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So... ais523? Ørjan? Anyone want to take the bait and analyse this thing's computational class? :) —ehird 18:05, 27 December 2010 (UTC)

Unless I misread something, the defined behavior is exactly R, the set of all total functions. I should also note that since you don't constrain an interpreter's behavior when it's presented with an invalid program, technically all existing brainfuck interpreters are also Brainfuck/w/index.php?title=Talk:Brainfuck/index.php interpreters. --Chris Pressey 19:38, 28 December 2010 (UTC)
No, that's not quite right; because you don't have input here, this is the set of all total computations, not total functions. I don't know if that class has a standard letter (because people tend to study functions rather than computations and dismiss the difference between them as uninteresting), but it is easy enough to derive from R by fixing the input of every function to a constant. (Since everything in R is computable, so is the new set; and since R includes all the functions that ignore their input, the new set includes them too.) --Chris Pressey 19:53, 28 December 2010 (UTC)
The existing-interpreter thing was definitely intentional, because I don't believe you can truly regulate what things do on invalid programs. (XML tries to do this, but it's lies.) But yes, I keep talking about error-conformant implementations when talking about this. Some fun facts:
  • The language is sub-Turing, but any error-conformant interpreter must be super-Turing.
  • One can emulate full brainfuck-sans-IO with a simple shell script and an error-conformant interpreter. First, submit the program to the interpreter; if it succeeds, all is well. If it errors out, consider an interpreter-generator function BF(p,i,tape), which generates a program that runs step i (for some arbitrary definition of step) of BF program p, given the tape (including pointer) tape. Then just have an infinite loop doing BF(p,i++,tape), where you have to keep track of tape. (Presumably the interpreter outputs it at the end of the program.)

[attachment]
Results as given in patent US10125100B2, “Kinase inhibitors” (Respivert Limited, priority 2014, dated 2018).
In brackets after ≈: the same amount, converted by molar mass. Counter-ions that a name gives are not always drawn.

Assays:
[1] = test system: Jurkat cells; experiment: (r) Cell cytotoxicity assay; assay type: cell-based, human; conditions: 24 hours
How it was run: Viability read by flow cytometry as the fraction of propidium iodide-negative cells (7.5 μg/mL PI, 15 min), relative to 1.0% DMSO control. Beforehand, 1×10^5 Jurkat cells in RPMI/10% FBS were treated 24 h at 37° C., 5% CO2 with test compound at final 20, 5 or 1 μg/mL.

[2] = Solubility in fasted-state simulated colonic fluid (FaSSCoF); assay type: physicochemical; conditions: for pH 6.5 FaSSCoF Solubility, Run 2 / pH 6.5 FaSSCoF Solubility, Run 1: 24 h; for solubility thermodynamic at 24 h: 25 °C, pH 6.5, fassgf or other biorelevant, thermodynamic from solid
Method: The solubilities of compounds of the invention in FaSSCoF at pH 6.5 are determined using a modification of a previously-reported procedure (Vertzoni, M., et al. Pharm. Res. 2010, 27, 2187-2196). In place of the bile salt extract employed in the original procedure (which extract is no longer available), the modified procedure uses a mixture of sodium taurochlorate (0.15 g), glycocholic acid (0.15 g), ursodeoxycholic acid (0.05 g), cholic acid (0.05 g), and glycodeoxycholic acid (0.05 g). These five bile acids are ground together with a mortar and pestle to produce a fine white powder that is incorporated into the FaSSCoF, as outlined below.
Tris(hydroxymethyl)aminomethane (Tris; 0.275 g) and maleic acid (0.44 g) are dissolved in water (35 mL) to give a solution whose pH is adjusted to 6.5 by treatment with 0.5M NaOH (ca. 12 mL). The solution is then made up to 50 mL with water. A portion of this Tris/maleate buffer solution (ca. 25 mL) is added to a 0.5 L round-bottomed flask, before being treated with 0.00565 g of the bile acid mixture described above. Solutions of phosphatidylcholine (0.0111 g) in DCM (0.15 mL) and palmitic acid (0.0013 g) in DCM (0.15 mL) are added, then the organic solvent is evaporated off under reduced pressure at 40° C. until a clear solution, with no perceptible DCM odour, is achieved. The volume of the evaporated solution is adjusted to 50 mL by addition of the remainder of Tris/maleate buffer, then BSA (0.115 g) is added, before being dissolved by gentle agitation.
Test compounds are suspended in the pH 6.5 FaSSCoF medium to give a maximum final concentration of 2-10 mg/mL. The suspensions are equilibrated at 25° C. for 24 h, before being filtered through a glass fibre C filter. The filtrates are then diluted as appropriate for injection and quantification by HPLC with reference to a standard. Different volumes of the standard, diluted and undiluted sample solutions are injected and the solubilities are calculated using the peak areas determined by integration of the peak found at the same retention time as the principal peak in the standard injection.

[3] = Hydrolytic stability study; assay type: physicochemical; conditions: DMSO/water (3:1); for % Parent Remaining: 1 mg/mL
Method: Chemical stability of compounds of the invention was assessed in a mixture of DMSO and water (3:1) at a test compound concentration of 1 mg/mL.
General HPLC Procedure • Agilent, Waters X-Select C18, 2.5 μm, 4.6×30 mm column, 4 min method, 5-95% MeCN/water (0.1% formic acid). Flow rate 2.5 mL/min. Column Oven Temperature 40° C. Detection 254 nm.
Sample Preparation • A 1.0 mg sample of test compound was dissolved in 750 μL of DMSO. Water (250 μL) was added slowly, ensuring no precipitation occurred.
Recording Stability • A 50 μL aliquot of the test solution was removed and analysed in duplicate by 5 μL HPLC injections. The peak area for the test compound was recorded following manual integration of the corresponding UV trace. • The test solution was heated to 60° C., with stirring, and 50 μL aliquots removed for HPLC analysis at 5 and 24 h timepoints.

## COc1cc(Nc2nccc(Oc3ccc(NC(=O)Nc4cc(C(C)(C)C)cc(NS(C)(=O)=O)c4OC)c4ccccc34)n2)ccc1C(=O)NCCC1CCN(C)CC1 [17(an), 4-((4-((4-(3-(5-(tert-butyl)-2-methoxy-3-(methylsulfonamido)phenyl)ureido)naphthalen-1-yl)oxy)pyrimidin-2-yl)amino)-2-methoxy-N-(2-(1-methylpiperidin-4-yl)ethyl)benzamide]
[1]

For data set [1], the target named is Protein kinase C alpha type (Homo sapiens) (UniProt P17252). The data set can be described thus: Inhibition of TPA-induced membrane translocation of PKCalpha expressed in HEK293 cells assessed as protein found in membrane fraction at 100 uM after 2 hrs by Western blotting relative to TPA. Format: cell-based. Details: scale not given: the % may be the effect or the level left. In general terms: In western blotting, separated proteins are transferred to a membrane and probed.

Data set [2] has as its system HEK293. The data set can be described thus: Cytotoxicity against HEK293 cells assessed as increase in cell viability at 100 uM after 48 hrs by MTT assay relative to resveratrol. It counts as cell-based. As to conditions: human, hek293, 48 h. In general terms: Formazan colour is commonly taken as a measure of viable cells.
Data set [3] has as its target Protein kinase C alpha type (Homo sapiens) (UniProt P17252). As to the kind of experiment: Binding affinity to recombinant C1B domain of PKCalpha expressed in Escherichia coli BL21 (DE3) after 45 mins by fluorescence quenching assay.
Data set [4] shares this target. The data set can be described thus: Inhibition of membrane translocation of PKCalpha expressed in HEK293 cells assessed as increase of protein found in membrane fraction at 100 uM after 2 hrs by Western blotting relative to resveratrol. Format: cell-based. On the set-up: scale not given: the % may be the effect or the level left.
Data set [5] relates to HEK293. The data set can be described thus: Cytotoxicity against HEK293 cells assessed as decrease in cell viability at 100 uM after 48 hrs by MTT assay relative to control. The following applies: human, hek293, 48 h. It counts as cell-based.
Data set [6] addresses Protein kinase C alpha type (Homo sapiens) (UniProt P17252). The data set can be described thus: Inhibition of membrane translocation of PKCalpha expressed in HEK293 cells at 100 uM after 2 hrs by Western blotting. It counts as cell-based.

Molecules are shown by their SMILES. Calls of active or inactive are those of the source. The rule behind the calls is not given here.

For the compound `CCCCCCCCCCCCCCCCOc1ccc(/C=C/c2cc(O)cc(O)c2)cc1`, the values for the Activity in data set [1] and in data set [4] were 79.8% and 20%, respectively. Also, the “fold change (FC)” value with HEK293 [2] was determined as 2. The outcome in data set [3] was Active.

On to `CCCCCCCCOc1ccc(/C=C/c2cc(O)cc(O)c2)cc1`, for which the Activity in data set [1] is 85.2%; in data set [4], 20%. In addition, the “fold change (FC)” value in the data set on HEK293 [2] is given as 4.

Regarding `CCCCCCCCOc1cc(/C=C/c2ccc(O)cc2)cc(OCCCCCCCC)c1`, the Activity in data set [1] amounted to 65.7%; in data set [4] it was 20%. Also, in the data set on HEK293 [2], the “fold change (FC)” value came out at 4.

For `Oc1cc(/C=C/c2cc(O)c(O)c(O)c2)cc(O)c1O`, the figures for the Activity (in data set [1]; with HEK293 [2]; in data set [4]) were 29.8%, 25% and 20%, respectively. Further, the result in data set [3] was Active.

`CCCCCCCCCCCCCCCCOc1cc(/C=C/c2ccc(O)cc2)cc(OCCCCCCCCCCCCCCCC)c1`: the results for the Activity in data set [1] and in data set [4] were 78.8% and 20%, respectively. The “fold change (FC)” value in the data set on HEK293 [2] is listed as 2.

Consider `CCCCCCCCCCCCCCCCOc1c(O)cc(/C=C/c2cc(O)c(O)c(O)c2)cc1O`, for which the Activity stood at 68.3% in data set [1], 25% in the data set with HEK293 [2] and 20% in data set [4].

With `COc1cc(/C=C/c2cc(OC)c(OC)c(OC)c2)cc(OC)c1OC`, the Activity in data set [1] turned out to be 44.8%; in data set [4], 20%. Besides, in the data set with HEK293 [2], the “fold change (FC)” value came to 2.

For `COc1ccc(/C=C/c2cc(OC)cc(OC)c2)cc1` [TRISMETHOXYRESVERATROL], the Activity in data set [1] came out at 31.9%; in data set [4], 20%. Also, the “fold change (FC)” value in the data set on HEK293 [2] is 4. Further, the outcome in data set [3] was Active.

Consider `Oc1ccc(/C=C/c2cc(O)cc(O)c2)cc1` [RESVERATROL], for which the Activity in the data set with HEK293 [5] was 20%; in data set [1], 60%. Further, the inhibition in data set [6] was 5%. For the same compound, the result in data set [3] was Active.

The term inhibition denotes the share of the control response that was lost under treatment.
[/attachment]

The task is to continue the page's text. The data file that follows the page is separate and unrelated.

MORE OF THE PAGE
ehird 00:32, 29 December 2010 (UTC)
I'm not sure I follow the first part; you can "truly regulate" what is supposed to happen with an invalid program as much as you can "truly regulate" anything else in a language spec. Just specify what is supposed to happen with an invalid program, and how and at what point the program needs to be recognized as invalid. That is to say, a language need not have undefined behavior so long as it is careful about defining its behavior under all conditions; that's why I used the phrase "defined behavior" in my first response. (Whether you want undefined behavior or not (and consider it an error or not) in this language is, of course, up to you.) --Chris Pressey 21:12, 9 January 2011 (UTC)
As for emulating brainfuck -- I wouldn't use the word arbitrary for the kind of step you simulate at each step, because of course you can't do "the rest of the program, even if it doesn't halt" as a step. Further, with a suitable notion of step, you don't need a language as powerful as Brainfuck/w/index.php?title=Talk:Brainfuck/index.php to perform the steps; you could use something that implements only the primitive recursive computations, for example. --Chris Pressey 21:21, 9 January 2011 (UTC)



Hey, spambot, this is a serious language, not a spambot honeypot page. Go away! --ais523 19:20, 12 April 2011 (UTC)
It's okay, I like you. You were the inspiration for this language! Can we be friends? —ehird 23:54, 12 April 2011 (UTC)

Ey Chris

The defined behavior of the language can compute the set of total computations (that is, take the set R of all total functions, pick some fixed value n, and give all the functions n for input instead of allowing it to vary.)

What if you picked n = Chaitin's constant? —ehird 04:22, 7 June 2011 (UTC)